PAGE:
Green building architects key to reducing emissions
Rhodina Villanueva (The Philippine Star) - November 15, 2018 - 12:00am

MANILA, Philippines — Architects and engineers of sustainable or green buildings provide the crucial solution to help the country achieve its commitment to reduce carbon dioxide (CO2) emissions by 2030, a former environment secretary said.

Heherson Alvarez made the statement during the gathering of architects and engineers dubbed as “Green Breakthrough 2018” held at the Conrad Hotel in Pasay City last weekend.

“As architects and engineers, your role is to help this country achieve its commitment in the Paris Agreement to reduce 70 percent of our CO2 emissions by 2030 and help maintain global warming by 1.5?C or below. Your sustainable designs provide one of the most vital solutions to mitigate the impacts of climate change,” Alvarez said.

Alvarez, a former Climate Change Commission secretary and senator, said the leading climate scientists of the Intergovernmental Panel on Climate Change (IPCC) revealed in their latest United Nations special report that global warming is worsening and occurring more rapidly than expected.

“These climate change experts reminded the world that we only have 12 years to limit the warming of the earth to 1.5?C to avoid the catastrophic impacts of climate change,” Alvarez said.

Under the 2015 Paris Agreement, 195 countries of the world agreed to keep global temperatures well below 2?C. But, according to the latest IPCC report, warming should be limited to 1.5?C or below by 2030. The IPCC warned that warming of 2?C will result in disastrous impacts. The half a degree difference will significantly worsen the risks of droughts, typhoons, floods, heatwaves and poverty for hundreds of millions of people. The .5?C additional warming will completely wipe out the corals leading to extreme hunger for the world population.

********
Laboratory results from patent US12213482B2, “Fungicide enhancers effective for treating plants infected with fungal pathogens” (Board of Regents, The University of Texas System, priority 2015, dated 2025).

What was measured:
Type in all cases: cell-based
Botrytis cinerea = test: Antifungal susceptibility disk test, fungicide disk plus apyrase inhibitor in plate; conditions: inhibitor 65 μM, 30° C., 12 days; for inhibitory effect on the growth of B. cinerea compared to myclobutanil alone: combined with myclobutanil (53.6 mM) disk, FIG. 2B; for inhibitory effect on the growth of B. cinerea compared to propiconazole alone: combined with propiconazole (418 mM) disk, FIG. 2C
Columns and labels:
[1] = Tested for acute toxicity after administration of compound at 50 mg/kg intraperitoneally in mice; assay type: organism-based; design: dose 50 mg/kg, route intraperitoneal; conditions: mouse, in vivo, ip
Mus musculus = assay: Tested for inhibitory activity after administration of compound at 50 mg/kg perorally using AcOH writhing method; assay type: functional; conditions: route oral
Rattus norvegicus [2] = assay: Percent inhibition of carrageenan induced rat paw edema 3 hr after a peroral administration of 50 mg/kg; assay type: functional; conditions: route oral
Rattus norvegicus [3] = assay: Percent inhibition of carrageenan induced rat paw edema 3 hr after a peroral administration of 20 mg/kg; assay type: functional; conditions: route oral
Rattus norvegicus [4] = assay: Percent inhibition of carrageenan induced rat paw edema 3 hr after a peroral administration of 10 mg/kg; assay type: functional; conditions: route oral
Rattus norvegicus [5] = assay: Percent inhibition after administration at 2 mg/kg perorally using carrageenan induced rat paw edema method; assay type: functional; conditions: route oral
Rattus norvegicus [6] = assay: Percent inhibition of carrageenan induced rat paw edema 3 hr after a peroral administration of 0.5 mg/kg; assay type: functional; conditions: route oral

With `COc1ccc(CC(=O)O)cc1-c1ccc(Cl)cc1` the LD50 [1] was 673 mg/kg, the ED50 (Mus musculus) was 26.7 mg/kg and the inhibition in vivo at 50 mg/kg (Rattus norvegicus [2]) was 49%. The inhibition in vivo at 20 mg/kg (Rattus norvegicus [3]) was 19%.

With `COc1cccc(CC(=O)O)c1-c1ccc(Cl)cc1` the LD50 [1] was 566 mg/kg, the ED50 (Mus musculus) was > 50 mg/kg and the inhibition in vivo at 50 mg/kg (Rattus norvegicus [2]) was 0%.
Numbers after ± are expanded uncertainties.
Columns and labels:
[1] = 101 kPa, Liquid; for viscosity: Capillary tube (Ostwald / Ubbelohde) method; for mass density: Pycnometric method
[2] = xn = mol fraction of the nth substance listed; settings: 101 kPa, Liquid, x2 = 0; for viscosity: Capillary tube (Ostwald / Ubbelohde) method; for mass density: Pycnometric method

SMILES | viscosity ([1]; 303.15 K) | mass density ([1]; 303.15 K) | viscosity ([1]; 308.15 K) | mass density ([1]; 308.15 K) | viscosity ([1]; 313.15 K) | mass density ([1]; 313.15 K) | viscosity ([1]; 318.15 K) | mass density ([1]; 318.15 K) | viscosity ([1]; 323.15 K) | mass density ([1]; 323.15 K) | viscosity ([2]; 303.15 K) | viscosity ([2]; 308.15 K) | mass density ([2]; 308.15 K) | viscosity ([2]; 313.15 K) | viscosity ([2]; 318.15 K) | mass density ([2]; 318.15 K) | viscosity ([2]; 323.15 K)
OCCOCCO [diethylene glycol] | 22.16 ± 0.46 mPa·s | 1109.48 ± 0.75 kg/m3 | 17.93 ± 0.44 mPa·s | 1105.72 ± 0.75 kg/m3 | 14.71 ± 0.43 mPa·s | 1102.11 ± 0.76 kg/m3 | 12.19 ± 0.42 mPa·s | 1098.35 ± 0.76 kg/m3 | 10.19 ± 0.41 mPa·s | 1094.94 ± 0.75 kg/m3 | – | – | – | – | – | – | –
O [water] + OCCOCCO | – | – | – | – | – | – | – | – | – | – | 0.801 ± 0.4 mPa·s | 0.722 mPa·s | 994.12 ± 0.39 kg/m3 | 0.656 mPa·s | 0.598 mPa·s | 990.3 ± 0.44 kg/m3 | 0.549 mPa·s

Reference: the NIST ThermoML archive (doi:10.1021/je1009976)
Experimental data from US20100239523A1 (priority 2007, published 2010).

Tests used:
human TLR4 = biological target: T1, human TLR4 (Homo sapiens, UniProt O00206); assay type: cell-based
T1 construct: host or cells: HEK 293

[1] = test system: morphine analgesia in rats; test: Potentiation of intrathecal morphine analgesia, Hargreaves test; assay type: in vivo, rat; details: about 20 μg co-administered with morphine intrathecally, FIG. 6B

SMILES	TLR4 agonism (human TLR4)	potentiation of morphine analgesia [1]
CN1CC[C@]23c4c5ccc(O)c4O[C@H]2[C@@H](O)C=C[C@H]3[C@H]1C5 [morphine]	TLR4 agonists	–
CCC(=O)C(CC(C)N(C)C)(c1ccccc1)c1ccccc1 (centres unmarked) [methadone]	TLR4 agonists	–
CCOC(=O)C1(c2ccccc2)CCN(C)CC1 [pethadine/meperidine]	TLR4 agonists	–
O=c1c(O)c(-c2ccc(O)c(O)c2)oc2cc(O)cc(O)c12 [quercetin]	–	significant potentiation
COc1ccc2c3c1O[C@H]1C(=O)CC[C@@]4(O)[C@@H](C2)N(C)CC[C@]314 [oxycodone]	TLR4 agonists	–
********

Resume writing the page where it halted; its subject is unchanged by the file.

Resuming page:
According to Alvarez, keeping the warming at 1.5?C will be most challenging. The Asian Development Bank has also identified the Philippines as one of the Asian countries that will double its carbon dioxide emissions by 2035.

“There is a need for rapid phase-out of fossil fuels, particularly coal. There has to be a massive, drastic and immediate shift to renewables in our energy systems and the eradication of emissions from our transport systems and industrial sector,” he said.

Alvarez pointed out that the building sector accounts for 36 percent of the Philippines’ total energy consumption next to the transport sector and produces 35 to 40 percent of carbon dioxide emissions. The McKinsey Global Institute, which has studied the issue on a global basis, estimates that four of the five most cost-effective measures taken to reduce greenhouse-gas emissions involve building efficiency.

“Your role, therefore, as builders of sustainable buildings is critical for the survival of mankind... I challenge you to be in the frontline in our battle to curb carbon emissions,” Alvarez said, addressing the event organizer Philippine Green Building Initiative (PGBI).

The PGBI, a not-for-profit organization composed of different professional associations, is a leader in promoting energy-efficient and environment-friendly design and construction. The local partner of the International Finance Corp. of the World Bank is instrumental in the crafting and promotion of the Green Building Code. 

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